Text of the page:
• This has been introduced to ensure that the Department’s disabled customers with more complex support needs, which cannot be met through the Work Programme, have access to the right level of support to help them prepare for, enter and/ or retain employment. A written Ministerial statement on 27th July 2010 announced that Work Choice will replace WORKSTEP, Work Preparation and the Job Introduction Scheme from 25th October 2010. The Government is keen to ensure an appropriate ‘fit’ between employment programmes. The Department will be working to ensure that Work Choice and the Work Programme fit together, both in the eyes of disabled people and of those whose role it is to support and advise them.
  • Work Choice will offer high quality specialist customer support. Prime providers will work closely with their sub contractors to offer appropriate support to people with a wide range of disability
  • The Department is aware that some people have been on WORKSTEP for a number of years when they really do not need that level of intensive support to work effectively and stay in a job. Therefore under Work Choice, customers will get more consistent, quality support that helps them progress at work and, where appropriate for the individual, move into unsupported employment.
  • The Department is taking great care to make sure that people who are currently on WORKSTEP (approx 14,000) make the transition onto Work Choice smoothly and seamlessly. This includes disabled people who work in supported businesses.

What will Work Choice look like?

  •  Work Choice will replace the current suite of specialist disability employment programmes (i.e. Work Preparation, WORKSTEP and the Job Introduction scheme). It will provide customers with severe disabilities and more complex support needs, with a seamless service covering all stages of the journey into work:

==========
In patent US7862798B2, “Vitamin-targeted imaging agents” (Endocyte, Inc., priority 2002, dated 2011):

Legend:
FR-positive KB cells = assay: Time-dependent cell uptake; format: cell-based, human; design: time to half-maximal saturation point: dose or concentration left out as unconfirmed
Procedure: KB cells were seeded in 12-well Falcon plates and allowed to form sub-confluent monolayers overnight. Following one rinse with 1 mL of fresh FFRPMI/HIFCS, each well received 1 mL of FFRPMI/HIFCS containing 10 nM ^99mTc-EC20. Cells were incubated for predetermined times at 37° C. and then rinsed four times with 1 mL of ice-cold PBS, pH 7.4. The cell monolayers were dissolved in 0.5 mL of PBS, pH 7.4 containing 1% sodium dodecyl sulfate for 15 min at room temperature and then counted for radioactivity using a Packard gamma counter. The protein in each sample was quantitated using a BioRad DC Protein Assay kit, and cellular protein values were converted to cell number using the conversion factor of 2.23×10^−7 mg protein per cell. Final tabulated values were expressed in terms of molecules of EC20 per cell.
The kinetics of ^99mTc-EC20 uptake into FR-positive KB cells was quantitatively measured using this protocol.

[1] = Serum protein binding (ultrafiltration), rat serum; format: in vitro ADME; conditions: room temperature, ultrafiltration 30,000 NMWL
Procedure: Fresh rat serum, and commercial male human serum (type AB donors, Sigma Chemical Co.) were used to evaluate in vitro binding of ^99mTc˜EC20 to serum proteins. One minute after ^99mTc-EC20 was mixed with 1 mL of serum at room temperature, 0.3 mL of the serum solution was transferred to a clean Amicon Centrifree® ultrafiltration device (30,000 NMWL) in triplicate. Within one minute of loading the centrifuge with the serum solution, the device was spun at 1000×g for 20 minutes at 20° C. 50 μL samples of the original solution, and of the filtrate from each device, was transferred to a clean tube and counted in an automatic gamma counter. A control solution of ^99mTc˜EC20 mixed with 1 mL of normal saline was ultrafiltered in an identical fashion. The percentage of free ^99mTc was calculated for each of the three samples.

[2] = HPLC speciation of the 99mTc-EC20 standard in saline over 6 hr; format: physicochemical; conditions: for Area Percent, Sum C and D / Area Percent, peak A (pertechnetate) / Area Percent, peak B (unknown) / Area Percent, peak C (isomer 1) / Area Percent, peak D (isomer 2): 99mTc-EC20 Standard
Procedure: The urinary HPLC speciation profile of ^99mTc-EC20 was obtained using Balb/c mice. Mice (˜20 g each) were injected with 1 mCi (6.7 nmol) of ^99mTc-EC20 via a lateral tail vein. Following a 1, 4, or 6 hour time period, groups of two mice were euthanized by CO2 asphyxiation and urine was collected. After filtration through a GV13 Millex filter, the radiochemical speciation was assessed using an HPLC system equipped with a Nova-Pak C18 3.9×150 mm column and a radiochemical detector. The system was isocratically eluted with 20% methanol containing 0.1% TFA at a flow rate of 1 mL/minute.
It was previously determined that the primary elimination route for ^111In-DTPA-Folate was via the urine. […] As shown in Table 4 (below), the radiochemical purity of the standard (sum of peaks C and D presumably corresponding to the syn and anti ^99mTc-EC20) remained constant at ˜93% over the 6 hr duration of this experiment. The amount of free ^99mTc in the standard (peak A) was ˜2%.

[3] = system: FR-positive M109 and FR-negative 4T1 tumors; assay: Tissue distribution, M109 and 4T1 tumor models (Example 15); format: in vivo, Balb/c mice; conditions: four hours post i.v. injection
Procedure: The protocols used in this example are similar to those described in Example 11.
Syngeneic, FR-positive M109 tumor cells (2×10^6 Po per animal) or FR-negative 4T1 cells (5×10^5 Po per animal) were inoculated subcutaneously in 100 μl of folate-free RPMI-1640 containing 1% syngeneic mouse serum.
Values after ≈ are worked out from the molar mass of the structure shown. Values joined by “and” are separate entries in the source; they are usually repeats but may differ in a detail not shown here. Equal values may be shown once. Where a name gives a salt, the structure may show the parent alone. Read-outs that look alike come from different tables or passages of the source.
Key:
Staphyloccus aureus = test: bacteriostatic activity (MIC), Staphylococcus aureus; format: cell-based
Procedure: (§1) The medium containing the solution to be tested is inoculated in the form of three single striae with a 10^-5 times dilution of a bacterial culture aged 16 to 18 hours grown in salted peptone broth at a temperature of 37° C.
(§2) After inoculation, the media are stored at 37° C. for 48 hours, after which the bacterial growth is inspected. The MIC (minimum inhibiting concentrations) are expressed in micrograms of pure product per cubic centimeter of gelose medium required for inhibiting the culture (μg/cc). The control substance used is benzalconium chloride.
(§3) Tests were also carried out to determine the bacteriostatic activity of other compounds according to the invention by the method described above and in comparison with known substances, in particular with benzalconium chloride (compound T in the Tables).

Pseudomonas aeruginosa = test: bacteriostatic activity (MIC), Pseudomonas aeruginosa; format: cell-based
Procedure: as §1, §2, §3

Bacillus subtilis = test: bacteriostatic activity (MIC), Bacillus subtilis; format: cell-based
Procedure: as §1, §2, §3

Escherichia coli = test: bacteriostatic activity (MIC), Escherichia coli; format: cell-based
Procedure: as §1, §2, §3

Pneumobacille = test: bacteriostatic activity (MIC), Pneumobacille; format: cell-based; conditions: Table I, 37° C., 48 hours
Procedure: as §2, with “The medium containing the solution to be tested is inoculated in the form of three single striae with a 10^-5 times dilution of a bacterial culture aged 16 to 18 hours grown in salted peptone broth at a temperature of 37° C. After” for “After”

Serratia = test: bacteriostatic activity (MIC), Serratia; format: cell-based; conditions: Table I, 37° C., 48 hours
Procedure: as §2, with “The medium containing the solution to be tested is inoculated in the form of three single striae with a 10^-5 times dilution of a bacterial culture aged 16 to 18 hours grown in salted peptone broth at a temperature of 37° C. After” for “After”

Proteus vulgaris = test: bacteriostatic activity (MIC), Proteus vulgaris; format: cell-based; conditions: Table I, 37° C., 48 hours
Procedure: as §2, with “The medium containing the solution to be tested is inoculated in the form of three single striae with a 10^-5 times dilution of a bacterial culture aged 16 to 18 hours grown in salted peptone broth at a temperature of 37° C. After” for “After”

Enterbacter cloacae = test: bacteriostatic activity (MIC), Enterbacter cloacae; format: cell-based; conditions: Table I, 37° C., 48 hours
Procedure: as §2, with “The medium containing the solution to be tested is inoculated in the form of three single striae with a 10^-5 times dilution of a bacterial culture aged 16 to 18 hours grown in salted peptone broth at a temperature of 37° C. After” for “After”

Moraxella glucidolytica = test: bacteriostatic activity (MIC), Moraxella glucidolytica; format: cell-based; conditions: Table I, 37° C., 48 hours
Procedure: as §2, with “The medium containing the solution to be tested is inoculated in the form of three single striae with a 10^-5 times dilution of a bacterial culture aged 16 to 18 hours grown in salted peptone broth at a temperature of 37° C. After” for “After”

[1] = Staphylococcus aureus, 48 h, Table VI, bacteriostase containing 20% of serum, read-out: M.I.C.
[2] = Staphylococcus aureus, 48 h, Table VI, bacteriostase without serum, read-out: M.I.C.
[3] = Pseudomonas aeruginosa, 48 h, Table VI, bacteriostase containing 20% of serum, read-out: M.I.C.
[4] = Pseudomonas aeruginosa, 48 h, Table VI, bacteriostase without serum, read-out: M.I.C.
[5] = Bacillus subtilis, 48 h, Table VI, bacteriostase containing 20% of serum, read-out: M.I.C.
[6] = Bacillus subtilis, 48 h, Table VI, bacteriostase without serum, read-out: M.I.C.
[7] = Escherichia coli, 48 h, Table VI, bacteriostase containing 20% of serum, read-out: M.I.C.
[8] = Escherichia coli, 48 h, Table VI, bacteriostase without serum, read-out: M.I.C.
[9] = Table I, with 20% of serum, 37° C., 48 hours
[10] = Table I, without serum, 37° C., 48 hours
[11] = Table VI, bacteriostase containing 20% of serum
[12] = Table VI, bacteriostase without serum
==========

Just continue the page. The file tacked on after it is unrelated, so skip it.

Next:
1. finding a job and preparing to enter work,
    2. short to medium-term in-work support or longer-term supported employment, and
    3. ultimately progression into open unsupported employment, where it is appropriate for the individual.
  •  Customers can join the programme at different points depending on their needs. Module one provides pre-work support; module two provides supported employment lasting up to two years; module three is for customers requiring long-term support to sustain their job.
  •  This new programme will provide a better customer experience. By ensuring that the Department’s services make best use of limited resources, it believes that it can help more disabled people with complex needs leave out-of-work benefits and enter and stay in work, giving a better quality of life for themselves and their families.
  • Critically, success will depend on working more effectively with employers to help disabled people access work opportunities and gain the right level of support – from both their employer and ourselves – to achieve their full potential in work.

Benefit entitlement:
People who have hearing difficulties are entitled to claim DLA on exactly the same terms as anyone else with a long-term disability.

Disability Living Allowance (DLA) provides an important non-contributory, non-income-related and tax free cash contribution towards the disability-related extra costs faced by severely disabled people. It is paid to people with care and/or mobility needs irrespective of whether they are working and is available to disabled children and working age people alike.